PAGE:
Our brainstorming workshop this week was useful and I felt like I came away from the lesson with a solid idea to be able to present to the class for week seven. I started off the workshop by drawing a sweet potato on my sheet of paper to remind myself where the ideas were branching from. I started by writing at the top of my page: ‘objects, like letters, only have definitive meaning when arranged into a logical order- or do they?’. This then started to evolve into other ideas like: ‘at what point is a word no longer a word anymore?’ Looking back this became one of my core ideas for the workshop. After getting all of these questions out of my head, I began to cut letters out of cardboard to make the word ‘what’. I took these cardboard letters and stamped them onto my page. I also had some wire and bent it into the shape of the word ‘where’, I then took rubbings from the wire with a graphite crayon. It struck me when doing this how easy it was to manipulate words into something abstract.
Following on from this, I still had the phrase ‘If a tree fell in the woods and no one was around to hear it, does it make a sound?’ in my mind. This phrase to me represents the idea of Null Island and a metaphorical/metaphysical type of thinking. I also noticed that I was leaving a lot of fingerprints on my page from the ink, which sparked the idea of using fingerprints or just hands in general for the workshop. I think fingerprints relate to the idea of Null Island also, as they are something unseen yet so present; although fingerprints are far closer to us than Null Island.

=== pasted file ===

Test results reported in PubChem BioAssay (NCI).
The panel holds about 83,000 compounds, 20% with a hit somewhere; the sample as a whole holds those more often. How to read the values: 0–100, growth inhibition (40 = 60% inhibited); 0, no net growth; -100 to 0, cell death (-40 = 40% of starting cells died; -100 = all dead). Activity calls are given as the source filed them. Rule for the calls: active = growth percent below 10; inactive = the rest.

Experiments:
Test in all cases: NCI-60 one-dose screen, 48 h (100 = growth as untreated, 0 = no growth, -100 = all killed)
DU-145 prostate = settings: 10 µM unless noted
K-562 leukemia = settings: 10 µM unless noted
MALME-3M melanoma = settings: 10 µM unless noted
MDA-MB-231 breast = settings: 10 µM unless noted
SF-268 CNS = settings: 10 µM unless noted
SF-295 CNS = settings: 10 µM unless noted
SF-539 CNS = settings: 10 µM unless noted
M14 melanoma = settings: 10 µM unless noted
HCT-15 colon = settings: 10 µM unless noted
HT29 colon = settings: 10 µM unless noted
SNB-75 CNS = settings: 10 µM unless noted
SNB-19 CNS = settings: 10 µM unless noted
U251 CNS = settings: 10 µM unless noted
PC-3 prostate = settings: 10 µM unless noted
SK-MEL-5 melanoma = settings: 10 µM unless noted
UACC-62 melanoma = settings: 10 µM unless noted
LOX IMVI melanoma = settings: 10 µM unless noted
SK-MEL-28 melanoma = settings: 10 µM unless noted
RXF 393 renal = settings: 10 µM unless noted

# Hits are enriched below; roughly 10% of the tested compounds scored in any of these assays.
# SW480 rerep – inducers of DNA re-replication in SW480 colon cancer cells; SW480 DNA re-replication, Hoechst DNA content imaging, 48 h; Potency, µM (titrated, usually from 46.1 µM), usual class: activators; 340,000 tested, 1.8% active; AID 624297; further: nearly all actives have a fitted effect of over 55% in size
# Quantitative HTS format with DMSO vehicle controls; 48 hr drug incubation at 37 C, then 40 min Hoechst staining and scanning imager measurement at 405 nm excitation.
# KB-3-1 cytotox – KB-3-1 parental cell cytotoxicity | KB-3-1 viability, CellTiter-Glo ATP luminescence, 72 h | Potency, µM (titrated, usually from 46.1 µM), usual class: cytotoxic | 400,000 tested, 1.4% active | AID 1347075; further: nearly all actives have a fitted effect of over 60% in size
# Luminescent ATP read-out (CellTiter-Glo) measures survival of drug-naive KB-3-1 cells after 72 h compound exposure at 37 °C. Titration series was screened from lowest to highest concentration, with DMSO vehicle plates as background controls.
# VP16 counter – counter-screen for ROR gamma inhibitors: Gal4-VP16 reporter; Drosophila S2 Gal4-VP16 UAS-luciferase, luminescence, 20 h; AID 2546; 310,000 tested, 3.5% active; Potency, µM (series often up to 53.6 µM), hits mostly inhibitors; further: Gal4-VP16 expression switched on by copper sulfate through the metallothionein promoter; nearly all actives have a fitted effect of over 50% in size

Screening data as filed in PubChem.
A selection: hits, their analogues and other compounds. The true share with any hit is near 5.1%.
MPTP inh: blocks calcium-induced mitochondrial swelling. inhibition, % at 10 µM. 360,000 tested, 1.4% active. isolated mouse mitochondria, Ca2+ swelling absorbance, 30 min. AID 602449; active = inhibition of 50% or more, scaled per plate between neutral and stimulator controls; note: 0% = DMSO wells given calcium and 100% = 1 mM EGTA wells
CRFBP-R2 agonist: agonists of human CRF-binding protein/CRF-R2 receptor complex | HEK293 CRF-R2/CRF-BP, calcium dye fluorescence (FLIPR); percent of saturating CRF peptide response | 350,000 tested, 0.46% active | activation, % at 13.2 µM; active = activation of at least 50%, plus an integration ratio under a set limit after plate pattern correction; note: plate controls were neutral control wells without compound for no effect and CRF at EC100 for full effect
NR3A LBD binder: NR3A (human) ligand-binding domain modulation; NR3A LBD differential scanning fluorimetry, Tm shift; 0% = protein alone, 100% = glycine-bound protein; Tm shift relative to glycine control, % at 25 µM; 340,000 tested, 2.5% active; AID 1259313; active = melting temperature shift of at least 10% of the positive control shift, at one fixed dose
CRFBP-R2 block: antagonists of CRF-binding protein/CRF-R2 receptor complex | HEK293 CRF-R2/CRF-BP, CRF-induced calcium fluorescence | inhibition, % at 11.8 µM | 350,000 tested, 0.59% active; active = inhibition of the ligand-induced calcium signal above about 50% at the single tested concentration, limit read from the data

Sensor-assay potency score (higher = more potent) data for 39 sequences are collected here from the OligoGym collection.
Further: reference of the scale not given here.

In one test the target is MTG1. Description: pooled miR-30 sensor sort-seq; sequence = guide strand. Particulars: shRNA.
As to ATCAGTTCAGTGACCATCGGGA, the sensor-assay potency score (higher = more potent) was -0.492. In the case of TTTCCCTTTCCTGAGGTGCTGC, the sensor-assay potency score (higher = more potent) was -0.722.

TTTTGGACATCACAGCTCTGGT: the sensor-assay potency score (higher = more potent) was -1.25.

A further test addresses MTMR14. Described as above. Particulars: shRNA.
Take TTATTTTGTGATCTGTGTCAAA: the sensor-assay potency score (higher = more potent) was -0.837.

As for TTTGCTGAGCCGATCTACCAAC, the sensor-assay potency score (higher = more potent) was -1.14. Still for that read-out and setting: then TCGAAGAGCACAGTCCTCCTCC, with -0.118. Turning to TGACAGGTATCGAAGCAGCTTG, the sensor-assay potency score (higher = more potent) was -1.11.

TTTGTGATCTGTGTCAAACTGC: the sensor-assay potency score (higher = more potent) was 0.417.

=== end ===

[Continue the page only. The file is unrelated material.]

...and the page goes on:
After an hour or so of brain-storming, I came up with my 3 key ideas/themes for my workshop. These were:
-IF A TREE FALLS IN THE WOODS AND NO ONE IS AROUND TO HEAR IT, DOES IT MAKE A SOUNDS?
-LETTERS, WORDS, POEMS
After I narrowed down my thinking into these three concepts, I placed them in a venn diagram to see how they would overlap with one another. At this point, Miranda came over and started to chat to me about what I had been up to. I found the chat with her very useful, as she allowed me to refine my ideas even further. I started the session thinking that I wanted to use the sweet potato to make letter relief prints. This was so that we could construct poems with the potato letters as a class. This also turned into thinking that I wanted to do a describe and make exercise where I would describe a place or a thing, then collectively we would make through different mediums in response to the different words.
After speaking to Miranda, we discussed combining these two ideas to create my workshop idea. The final idea became using the sweet potato to make the letter prints, to make a nonsense word that we react too as a class through different mediums set up as stations around the studio.
I am really satisfied with the idea for the workshop, as it incorporates my original idea of potato printing, as well as incorporating the ideas of Null Island. Most of all I loved seeing my ideas turn into something tangible as I moved them across the paper. I really didn’t feel like that I would come up with a practical idea for a workshop, but I managed to do it (with direction from Miranda). This workshop showed me to trust the process and allowed me to see how quickly you can come up with a fined tuned and multifaceted idea in such a small amount of time. I found this reassuring for my own personal project.